In July 2018, President M. Sirisena announced that he was ready to implement the death sentences on the convicted drug dealers, who continue drug trafficking in the country from within prisons and after that, on 10 July 2018, the Cabinet has unanimously approved a move to bring back capital punishment for drug-related crimes.
In January 2019, Sirisena after his visit to the Philippines said he wanted to “replicate the success” of Rodrigo Duterte’s ruthless approach to tackling illegal drug use, which he called “an example to the world.” In March, the United Nations high commissioner for human rights, Michelle Bachelet, reported to the UN Human Rights Council that up to 27,000 people have been killed in the Philippines’ anti-drug campaign. Sirisena was quoted to say “I hope to carry out the first hanging within a month or two,” and “I appeal to human rights organisations not to try to pressure us on this decision.”
According to data realesed on 9 January 2019, by the the Ministry of Justice and Prisons Reforms, a total of 1, 299 death row inmates, have been detained in Sri Lankan prisons as of December 31 2018. It said 1,215 male inmates and 84 female inmates were among them. “Among the 1,299 convicts, 789 male and 34 female convicts had appealed against their sentences,” the Ministry said. The Ministry said death sentences of approximately 426 male convicts and 50 female convicts have been confirmed. According to Harm Reduction, 60 people, of which 6 women, have been setenced to death for drug since 2008 to the end of 2018.
What is more, in February 2019, the government began advertising in local newspapers for a hangman, seeking male candidates between ages 18 and 45 with “excellent moral character” and “a very good mind and mental strength.”

Commutation of the death penalty or suspension of executions
In 2018, President Sirisena di not commute death senteneces as he did in previous years.
President Maithripala Sirisena has commuted 247 death sentences to life imprisonment since he assumed office in January 2015. President Sirisena gave such concession to 34 death row inmates in December 2015. Another batch of 83 such prisoners got their sentence commuted to life on 22 April 2016, and 70 more prisoners had their sentences commuted on 27 May 2016.
On 2 February 2017, the Sri Lankan President Maithripala Sirisena has decided to commute the sentences of 60 prisoners in death row to life sentences prisoners on account of the 69th Independence Day on February 4. The death row convicts will be considered for parole only after they served a minimum sentence of 20 years and their pleas for any relief will be referred to the parole board once in four years after that.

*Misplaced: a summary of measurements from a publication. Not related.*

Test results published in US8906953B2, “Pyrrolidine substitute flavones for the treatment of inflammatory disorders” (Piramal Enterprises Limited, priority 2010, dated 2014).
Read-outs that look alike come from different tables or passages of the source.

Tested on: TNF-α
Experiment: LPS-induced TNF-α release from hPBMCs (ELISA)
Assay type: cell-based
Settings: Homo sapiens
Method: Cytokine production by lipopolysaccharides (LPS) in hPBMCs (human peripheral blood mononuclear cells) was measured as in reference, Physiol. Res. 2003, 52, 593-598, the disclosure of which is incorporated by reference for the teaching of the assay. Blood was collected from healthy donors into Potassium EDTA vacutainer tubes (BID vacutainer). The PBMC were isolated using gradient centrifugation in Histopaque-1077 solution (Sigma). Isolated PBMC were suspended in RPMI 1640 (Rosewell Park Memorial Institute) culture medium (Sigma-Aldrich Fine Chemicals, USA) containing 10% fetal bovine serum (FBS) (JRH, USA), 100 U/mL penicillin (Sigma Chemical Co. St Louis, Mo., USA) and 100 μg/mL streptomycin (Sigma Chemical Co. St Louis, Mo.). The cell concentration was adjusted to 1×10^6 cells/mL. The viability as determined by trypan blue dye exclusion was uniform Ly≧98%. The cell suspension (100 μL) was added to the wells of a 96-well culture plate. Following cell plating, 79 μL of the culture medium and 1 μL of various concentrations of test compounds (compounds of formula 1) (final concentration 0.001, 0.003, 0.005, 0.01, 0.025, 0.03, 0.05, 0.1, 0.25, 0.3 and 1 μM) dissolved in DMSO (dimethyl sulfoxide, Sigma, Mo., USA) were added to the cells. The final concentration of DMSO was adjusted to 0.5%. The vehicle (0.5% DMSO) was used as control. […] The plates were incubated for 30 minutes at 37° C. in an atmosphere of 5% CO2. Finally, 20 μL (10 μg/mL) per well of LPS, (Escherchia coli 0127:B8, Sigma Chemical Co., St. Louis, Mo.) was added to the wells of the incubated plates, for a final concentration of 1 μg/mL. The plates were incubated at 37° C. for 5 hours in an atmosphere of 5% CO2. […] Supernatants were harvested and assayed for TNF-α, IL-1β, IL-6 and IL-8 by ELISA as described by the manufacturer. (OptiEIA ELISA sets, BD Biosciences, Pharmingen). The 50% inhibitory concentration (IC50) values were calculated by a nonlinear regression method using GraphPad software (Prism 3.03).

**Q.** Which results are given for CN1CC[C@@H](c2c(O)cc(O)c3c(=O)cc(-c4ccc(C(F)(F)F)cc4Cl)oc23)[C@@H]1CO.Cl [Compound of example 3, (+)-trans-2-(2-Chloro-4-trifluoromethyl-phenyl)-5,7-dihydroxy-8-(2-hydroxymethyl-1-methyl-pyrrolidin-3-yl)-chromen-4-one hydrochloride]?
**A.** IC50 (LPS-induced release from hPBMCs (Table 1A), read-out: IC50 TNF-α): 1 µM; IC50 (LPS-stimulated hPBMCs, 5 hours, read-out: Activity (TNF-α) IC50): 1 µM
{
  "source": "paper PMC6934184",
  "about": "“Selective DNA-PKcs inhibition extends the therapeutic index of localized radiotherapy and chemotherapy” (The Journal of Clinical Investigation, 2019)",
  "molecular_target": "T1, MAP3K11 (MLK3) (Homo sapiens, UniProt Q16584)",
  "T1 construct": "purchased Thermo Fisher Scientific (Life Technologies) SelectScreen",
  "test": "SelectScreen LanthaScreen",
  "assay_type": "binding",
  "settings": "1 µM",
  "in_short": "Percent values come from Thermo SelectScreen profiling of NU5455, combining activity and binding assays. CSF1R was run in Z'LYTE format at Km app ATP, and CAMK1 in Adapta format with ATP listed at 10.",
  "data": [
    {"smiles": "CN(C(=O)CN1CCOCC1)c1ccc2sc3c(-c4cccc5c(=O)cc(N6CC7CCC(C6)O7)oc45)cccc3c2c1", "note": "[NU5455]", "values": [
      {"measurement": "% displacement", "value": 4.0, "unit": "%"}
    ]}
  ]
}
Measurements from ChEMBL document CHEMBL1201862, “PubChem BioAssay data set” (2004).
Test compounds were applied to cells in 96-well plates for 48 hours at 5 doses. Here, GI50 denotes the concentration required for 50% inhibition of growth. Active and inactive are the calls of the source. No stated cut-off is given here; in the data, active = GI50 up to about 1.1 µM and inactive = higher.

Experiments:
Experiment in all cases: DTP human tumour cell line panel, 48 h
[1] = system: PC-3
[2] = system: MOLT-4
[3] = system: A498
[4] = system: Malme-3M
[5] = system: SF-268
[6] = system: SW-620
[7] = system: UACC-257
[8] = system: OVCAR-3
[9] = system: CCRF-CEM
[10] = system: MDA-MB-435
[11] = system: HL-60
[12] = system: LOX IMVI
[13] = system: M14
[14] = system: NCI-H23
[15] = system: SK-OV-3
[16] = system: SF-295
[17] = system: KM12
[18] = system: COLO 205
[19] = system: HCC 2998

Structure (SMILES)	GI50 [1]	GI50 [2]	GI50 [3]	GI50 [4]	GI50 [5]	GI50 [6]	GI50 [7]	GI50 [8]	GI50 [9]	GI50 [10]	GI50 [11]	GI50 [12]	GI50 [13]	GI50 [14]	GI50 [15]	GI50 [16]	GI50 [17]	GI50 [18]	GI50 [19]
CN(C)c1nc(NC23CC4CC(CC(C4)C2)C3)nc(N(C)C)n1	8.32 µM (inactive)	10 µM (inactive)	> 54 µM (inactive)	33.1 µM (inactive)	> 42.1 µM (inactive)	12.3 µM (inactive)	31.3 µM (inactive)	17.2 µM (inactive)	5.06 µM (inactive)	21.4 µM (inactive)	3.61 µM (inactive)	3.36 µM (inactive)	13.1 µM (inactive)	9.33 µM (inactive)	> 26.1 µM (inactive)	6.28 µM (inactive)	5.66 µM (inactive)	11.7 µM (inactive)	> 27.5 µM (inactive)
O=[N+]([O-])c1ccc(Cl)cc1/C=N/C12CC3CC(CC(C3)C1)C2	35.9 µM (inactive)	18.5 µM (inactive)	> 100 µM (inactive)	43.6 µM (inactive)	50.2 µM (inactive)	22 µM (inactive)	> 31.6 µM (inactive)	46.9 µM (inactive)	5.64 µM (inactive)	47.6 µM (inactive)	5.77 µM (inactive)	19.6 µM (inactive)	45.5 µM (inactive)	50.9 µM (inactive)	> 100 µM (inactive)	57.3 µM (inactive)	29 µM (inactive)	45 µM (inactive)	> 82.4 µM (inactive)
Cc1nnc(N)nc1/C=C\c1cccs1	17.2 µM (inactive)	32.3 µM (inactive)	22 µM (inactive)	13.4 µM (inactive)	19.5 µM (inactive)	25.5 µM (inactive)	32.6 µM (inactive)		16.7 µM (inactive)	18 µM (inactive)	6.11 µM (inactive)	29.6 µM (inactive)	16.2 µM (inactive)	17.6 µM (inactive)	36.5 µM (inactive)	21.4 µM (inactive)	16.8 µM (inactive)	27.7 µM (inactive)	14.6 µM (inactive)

Although Sri Lankan courts give death penalty in serious crimes such as murder, rape and drug trafficking, no executions have been carried out since 1976. 
The death sentences were commuted on recommendations made by an expert committee established by the previous government in October 2013 and headed by retired Supreme Court judge Nimal E. Dissanayake. The committee included Secretary to the Justice Ministry, additional Solicitor General and Prisons Commissioner. The committee had inquired into cases of nearly 400 convicts out of nearly 1,200 on death row and recommended the commutation of their death sentence. Some prisoners on death row have served between 20 to 30 years inside their cells.

The death penalty on women
In Sri Lanka, at the end of 2018, there were 85 women on death row out of a total of 1,299 people sentenced to death. 50 are definitive, according to the Minister of Justice and Reform of Prisons. According to Harm Reduction, since 2008, at least 60 individuals were sent to death row for drug offences, of which six were women.

The war on drugs

Despite Sri Lanka is a de facto abolition, the last execution  dating back to 1976, in July 2018 President Sirisena announced to be ready to implement the death sentences on the convicted drug dealers, who continue drug trafficking in the country from within prisons and on 10 July 2018, the Cabinet has unanimously approved a move to bring back capital punishment for drug-related crimes [see chapter: Reintroduction of the death penalty and resumption of executions]. It is a crackdown inspired by the Philippines’ brutal war on drugs.
Death sentences for possession and trafficking of controlled substances are reported every year. According to Harm Reduction Report “The Death Penalty for Drug Offences: Global Overview 2018”, since 2008, at least 60 individuals (of which six were women) were sent to death row for drug offences.
At least six new death sentences for drug offences were handed down in 2018; of these, four were for possession and/or trading of 2.8 to 18.2 grammes of heroin

United Nations
In March 2018, in its response to the recommendations received under the Universal Periodic Review of the UN Human Rights Council of November 2017, Sri Lanka accepted reccomendations to consider to ratify the Second Optional Protocol on Civil and Political Rights and to consider to abolish the death penalty.
On 17 December 2018, Sri Lanka voted in favor of the Resolution on a Moratorium on the Use of the Death Penalty at the UN General Assembly, as in 2016, 2010, 2008 and 2007. In 2014 and 2012 it abstained.




Death penalty for drug-related crimes




Death penalty for violent crimes





Asia, Middle East, Australia and Oceania